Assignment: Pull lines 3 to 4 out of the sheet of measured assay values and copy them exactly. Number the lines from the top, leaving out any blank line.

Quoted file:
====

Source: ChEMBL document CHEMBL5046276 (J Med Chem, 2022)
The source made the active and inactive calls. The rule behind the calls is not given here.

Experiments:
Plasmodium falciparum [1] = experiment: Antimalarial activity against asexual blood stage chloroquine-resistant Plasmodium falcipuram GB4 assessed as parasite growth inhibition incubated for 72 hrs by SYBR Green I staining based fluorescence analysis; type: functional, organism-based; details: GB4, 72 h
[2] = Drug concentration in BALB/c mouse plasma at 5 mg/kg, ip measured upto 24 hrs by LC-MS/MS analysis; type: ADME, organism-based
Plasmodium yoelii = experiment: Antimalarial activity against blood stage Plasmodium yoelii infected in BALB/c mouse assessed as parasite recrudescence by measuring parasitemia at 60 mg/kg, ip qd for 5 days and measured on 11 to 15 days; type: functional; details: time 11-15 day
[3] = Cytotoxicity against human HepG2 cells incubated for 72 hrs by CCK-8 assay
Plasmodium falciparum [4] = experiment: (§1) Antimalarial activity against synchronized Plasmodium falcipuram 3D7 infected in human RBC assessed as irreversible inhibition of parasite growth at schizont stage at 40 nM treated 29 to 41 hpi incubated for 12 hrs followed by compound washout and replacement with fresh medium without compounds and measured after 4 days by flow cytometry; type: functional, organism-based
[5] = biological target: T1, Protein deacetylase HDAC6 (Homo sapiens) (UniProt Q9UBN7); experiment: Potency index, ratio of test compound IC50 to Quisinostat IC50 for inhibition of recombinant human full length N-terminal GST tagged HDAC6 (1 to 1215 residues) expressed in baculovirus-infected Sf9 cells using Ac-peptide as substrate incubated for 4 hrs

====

Experiments:
Plasmodium falciparum [1] = experiment: Antimalarial activity against asexual blood stage chloroquine-resistant Plasmodium falcipuram GB4 assessed as parasite growth inhibition incubated for 72 hrs by SYBR Green I staining based fluorescence analysis; type: functional, organism-based; details: GB4, 72 h